It is difficult to diffuse an argument based on the elimination of all possible risk. If we wish to organize our society around the elimination of risk, rather than the management of risk, we are doomed. All of us, not just the children’s product industry. The sad truth is that no one in the Federal government can prove that the policies of the last 35 years on lead caused injury. Mr. Adler implicitly asserts that our inability to prove that it DIDN’T is enough justification to throw the old system out. This is a belief system, not science.
The fear of risk is fanned by the threat of undetectable dangers. Mr. Adler notes: “To say the effects [of lead on healthy children] are not directly observable is not to say that that they are minor.” He amplifies this point by implying a link to children’s products to lead injuries without any proof of a relationship: “[MRI] technology has permitted us to identify permanent damage in adults stemming from childhood lead exposures.” Exposure to what, precisely? ABC blocks or the soil next to an inner-city apartment building in the leaded gasoline era? Mr. Adler’s assertion that we just don’t know what the harm is dodges the real question – how do you know there is any harm resulting from THESE USES OF LEAD? No answer is supplied because no one can answer that question.
The Adler statement paints a pretty compelling picture and the 89 footnotes were presumably intended to add academic gravitas to his arguments. However, not all academics agree with Adler. Here are videos of the presentations of two Ph.D.s who specialize in risk assessment in children’s products and lead issues taking an opposite view: Richard Reiss of Exponent and Barbara Beck of Gradient. They both note that the dose makes the poison and that only through true risk assessment will a sensible safety system be possible.
A couple brief notes:
- Mr. Adler talks a lot about retroactivity in the CPSIA. At the end of the day, he comes down . . . get ready for it . . . in favor of retaining retroactivity, but also for the recommendation of the Commission to make the pending 100 ppm lead standard prospective. I am not commenting on his arguments other than to say that I think relaxation of this provision would bring considerable economic relief without any possibility of physical harm to anyone. That’s enough reasoning for me.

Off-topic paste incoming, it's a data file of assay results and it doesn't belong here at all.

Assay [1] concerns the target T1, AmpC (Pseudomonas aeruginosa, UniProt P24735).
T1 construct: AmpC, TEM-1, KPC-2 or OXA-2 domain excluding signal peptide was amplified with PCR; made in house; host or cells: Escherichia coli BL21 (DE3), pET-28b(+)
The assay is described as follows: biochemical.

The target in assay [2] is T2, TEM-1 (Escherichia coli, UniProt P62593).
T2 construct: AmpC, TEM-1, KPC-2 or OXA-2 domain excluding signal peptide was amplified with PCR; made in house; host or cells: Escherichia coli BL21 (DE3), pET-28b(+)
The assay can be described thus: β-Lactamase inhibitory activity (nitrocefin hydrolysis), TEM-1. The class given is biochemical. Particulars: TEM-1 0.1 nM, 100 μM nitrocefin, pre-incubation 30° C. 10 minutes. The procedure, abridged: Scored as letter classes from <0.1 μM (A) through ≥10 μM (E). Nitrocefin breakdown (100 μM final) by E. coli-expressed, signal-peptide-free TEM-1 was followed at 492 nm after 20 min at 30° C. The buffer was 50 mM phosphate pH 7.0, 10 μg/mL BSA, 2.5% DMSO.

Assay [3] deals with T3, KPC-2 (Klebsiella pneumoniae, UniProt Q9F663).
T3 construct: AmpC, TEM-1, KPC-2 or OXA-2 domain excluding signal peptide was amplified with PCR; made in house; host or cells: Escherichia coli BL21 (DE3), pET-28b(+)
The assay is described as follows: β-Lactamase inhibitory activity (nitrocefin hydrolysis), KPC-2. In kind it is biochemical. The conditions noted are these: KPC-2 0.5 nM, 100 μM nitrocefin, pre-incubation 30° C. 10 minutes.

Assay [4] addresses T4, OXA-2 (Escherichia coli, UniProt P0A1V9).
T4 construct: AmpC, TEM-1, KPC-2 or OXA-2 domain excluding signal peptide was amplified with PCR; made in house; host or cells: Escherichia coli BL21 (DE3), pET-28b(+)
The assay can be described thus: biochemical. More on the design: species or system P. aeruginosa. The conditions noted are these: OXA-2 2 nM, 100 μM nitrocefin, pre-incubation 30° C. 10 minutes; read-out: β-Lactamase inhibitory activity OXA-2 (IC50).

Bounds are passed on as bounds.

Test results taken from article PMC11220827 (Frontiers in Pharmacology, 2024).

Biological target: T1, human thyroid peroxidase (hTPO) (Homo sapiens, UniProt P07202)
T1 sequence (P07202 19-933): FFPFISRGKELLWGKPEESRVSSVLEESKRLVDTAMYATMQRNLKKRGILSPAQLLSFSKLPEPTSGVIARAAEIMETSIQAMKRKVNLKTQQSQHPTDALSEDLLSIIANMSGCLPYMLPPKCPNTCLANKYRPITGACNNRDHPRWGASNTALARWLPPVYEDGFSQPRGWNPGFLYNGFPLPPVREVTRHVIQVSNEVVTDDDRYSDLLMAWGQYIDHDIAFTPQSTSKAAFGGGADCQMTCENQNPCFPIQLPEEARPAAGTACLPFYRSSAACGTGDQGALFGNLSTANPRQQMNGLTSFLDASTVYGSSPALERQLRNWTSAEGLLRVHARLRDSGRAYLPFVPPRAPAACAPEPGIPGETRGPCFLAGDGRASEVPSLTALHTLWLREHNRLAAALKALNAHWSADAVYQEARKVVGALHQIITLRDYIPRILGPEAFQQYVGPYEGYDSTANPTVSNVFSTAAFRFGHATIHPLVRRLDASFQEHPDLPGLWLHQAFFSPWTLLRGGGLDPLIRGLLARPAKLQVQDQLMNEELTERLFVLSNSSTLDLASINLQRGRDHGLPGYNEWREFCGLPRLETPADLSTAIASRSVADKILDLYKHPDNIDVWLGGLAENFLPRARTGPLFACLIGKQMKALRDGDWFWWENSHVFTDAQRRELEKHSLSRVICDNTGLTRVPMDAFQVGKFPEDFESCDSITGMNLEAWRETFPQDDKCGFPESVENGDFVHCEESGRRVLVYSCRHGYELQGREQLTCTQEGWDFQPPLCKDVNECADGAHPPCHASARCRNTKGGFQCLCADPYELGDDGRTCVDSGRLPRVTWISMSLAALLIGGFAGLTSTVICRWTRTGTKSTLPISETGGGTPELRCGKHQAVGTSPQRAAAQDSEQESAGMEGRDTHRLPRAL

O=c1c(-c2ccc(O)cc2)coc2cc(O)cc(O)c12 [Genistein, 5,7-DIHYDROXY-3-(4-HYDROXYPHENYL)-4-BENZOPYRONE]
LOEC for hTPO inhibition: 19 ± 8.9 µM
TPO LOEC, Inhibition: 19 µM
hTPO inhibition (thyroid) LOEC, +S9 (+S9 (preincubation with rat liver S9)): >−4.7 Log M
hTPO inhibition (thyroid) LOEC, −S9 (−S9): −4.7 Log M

- In calling for change to the lead exemption process, Adler is apparently willing to support only “a modest expansion in the amount of discretion granted to the Commission”. I find this rather curious and unexplained – he only wants a little discretion. Why? Does he worry that the Commission can’t handle the responsibility for full discretion? Again, why? I wonder if greater powers suggested this very limited recommendation out of a lack of “trust”, namely trust of future Commissions not hand-picked by this Dem-dominated Congress. No matter the explanation, it is curious indeed to see a Commissioner ask Congress to extend his Commission limited discretion.
- Adler devotes considerable space to sale of children’s clothing at resale shops. He ultimately recommends that charity resale shops be allowed to sell children’s clothing (possibly subject to posted Proposition 65-like warnings, see footnote 88). Adler’s logic in this section is puzzling to me. Is Adler trying to defend children or defend the CPSIA? He concedes that clothing has no history of causing injury from lead but is apparently troubled that it cannot be proven that a child couldn’t be harmed by clothing. Incredibly, he resolves the dilemma by distinguishing between resales made by charity shops and by for-profit shops, leaving the latter out of his proposed exemption. So is he approving the sale of unsafe products by charity resale shops to poor people so they can stay warm? Or is he saying that the clothes are probably safe, but can’t be sold by for-profit stores for . . . what reason? If the clothing is safe to sell, sell it . . . and if it isn’t, don’t. WHO sells it shouldn’t matter. But apparently it does.